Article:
I’ve emphasized in class that we’d get better macroeconomic decision-making if spent more time looking at national wealth and less time looking at GDP.
Do note that this is not because we don’t have data on national wealth. But we do have is not as accurate as GDP, and no where near as commonly used.
Someone in class mentioned that Josh Price had talked about measuring national wealth in class. I talked to Josh, and he was referring to a paper entitled “Sustainability and the Measurement of Wealth” by Arrow, Dasgupta, Goulder, Mumfor, and Oleson.
First a note about Ken Arrow. He’s huge in economics. He won a Nobel Prize. You usually win these when you are old for work you did in your 30’s. Arrow won his over 40 years ago for work he did in the 1950’s. This was mostly about how to generalize the idea of equilibrium from supply and demand, including the first proof that perfect competition is Pareto optimal (which is the basis for doing so much supply and demand in principles of micro).
Just because Arrow wrote it doesn’t make it great. But it’s a pretty good sign.
The idea of the paper is that economic growth is sustainable (forever) if national wealth per capita is persistently increasing.
They look at 5 countries. Here’s what they find:
… Our results show that the United States, China, India and Brazil are currently meeting the sustainability criterion, although Brazil meets the requirement by a narrow margin. Venezuela fails to meet this requirement as a result of substantial depletion of natural capital and negative estimated TFP growth. In the United States and India, investments in human capital prove to be very important contributors to increases in per capita wealth; in China, investments in reproducible capital dominate. Accounting for improvements in health dramatically affects the estimates of changes in per capita wealth. We estimate the value of health capital to be more than twice as large as all other forms of capital combined.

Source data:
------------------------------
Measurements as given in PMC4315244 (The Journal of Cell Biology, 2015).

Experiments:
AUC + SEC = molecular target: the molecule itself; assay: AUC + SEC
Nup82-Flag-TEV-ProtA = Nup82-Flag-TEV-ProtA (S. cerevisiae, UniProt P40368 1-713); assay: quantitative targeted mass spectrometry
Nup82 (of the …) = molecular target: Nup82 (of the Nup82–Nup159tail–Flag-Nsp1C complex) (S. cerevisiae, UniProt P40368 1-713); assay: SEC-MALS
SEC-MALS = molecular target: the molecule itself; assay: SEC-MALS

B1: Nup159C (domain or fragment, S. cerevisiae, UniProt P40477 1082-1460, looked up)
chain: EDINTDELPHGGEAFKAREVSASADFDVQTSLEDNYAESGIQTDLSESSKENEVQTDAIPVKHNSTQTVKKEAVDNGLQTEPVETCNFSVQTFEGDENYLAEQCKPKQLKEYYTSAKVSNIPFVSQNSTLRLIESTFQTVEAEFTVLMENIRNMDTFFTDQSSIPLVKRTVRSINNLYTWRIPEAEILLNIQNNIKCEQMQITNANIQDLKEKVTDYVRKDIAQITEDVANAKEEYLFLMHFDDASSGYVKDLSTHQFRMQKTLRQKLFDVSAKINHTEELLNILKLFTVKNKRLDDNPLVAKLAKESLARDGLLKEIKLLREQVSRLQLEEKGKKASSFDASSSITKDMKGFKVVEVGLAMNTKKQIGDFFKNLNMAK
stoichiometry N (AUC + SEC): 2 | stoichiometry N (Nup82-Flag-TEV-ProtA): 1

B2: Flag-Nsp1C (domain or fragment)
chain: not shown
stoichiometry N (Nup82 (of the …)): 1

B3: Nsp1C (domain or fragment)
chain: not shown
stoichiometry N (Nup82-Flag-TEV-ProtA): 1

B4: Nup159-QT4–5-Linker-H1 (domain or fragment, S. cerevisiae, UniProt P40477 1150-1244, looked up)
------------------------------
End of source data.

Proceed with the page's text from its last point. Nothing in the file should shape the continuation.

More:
Now, this isn’t weird to an econmist, but it might be something you haven’t thought about before. The biggest component of national wealth is the value of citizens themselves. Educate them and they’re worth more. Keep them healthy and they’re worth more. And young peoplle are worth more than old people because so much of their productivity is in the future rather than the past.
For example, I personally might earn the equivalent of $4,000,000 (in constant 2016 dollars) over my lifetime. So, in some sense, if we went back to 1985 we could have said that I was a piece of capital with a net present value to society of $4,000,000 (the value of my leisure might be half of that more added on top). Now compare that to the other capital I have: a house worth about $250,000, a $30K car, a retirement account, and some other stuff that’s just not as significant. In short, if we just count up the physical stuff we see, then we’re missing most of the wealth.
What this means is that the most important things that countries do is keep their populations alive for a long time, and keep them productive for a long time.
And if we want to find the wealthy countries around the globe, we need to look for the ones that are capable of nurtuing citizens through a lifetime of productive work, and putting them in a position where they can work when they are old (but don’t have to if they don’t want to).